As soon as you have your documents translated, you can (AND SHOULD) apply for the “Premier Plus” service on the “Get into Teaching” website. You will get an actual teacher to guide you through the application process. This is a free service and you must absolutely take advantage of this. However, the service is only available for students with a 2:2 degree or better.
DO THIS NOW – Prepare your UK visit
There are three things you need to take care of in the UK:
- The Literacy Skills Test: If you didn’t do the General Certificate of Secondary Education (GCSE) during your education, then you have to take the tests. It doesn’t matter how good your English is. The test is free of charge and can be taken up to three times. It checks for your spelling, punctuation, grammar and comprehension. You can access past test to practice before taking the test (Past Tests) and you can sign up at a local test center (Skills Test). I really can’t say how difficult it will be for you. It may be a walk in the park or for you or require a few days of preparation.
- The Numeracy Professional Skills Test: Same story. Take it if you didn’t do the GCSE. You can take the test at the same test center and even on the same day if you like. Past exams are here and you can sign up here. I highly recommend the past tests. Take a day or two to prepare for this. It’s not difficult, just many things that you probably have forgotten by now.
- At least 5 School Experience Days: You need to have been observing lessons at a UK school for at least 5 days (some universities only require 3, some more than 5). Your experience will form a central part of your Letter of Motivation. Universities will not consider you if you don’t have the required experience days. You can (1) write schools directly and ask if they would have you and (2) access a booking system by the Department for Education (Source). You can only get access if your foreign degrees have been translated by NARIC to be 2:2 or better.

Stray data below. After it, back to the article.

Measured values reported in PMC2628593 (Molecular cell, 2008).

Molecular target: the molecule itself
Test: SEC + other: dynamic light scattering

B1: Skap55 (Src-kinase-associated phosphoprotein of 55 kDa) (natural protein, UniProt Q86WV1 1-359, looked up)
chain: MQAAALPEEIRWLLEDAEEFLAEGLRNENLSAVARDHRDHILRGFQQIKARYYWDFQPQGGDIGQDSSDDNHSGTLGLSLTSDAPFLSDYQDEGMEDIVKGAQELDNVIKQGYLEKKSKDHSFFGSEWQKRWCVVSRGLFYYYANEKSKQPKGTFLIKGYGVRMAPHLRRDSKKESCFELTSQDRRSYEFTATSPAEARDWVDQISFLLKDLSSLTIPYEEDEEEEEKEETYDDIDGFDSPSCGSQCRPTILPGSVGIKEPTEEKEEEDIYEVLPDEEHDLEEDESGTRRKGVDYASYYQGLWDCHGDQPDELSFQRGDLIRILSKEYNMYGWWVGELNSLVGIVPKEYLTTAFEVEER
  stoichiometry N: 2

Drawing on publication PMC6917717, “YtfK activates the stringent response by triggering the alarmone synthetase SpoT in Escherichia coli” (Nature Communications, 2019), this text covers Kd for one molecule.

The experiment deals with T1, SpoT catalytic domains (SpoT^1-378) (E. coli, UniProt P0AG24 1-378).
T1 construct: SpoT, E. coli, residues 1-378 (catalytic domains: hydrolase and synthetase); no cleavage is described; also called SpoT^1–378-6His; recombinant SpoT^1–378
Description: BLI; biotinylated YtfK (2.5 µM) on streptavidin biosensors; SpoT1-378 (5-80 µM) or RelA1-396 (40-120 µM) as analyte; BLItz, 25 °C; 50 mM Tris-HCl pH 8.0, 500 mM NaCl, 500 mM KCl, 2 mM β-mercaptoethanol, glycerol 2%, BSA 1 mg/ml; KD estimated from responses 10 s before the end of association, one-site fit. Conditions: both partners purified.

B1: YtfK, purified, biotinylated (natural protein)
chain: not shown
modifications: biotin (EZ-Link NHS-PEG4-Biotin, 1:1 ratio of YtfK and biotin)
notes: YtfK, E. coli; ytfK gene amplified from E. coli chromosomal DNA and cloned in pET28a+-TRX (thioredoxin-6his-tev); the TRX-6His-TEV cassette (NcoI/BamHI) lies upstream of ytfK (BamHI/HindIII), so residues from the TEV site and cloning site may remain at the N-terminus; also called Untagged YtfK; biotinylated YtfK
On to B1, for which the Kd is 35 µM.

DO THIS NOW – Get Two Letters of Recommendation
Your first letter of recommendation should come from a university or college, preferably somebody who knows you well. Your second letter of recommendation should be someone who can comment on your character and suitability for teaching. Read the details here.
DO THIS IN A MONTH
Apply Through UCAS
First, find the universities you want to apply to. I would first choose a city where you want to do your PGCE. This can be England, Wales and Northern Ireland. Scotland uses a different system and they don’t offer the PGCE (they have a very similar program called the PGDE. It’s definitely worth checking out if you want to study in e.g. Edinburgh, Glasgow or St. Andrews). It makes a lot of sense to apply to London based universities because (a) there are so many of them and (b) you won’t have to travel across the country for the interviews.
If you want to find out about the quality of the program, the best thing you can do is check out the latest Ofsted inspection (Source). Ofsted is a very respected governmental body that assures quality at universities and in schools. You want to find university programs that have been rated ‘outstanding’.
You can start your application via the UCAS Teacher Training site (Source). You can apply to three universities. The application fee is £23.
These are the components you need to submit with your application.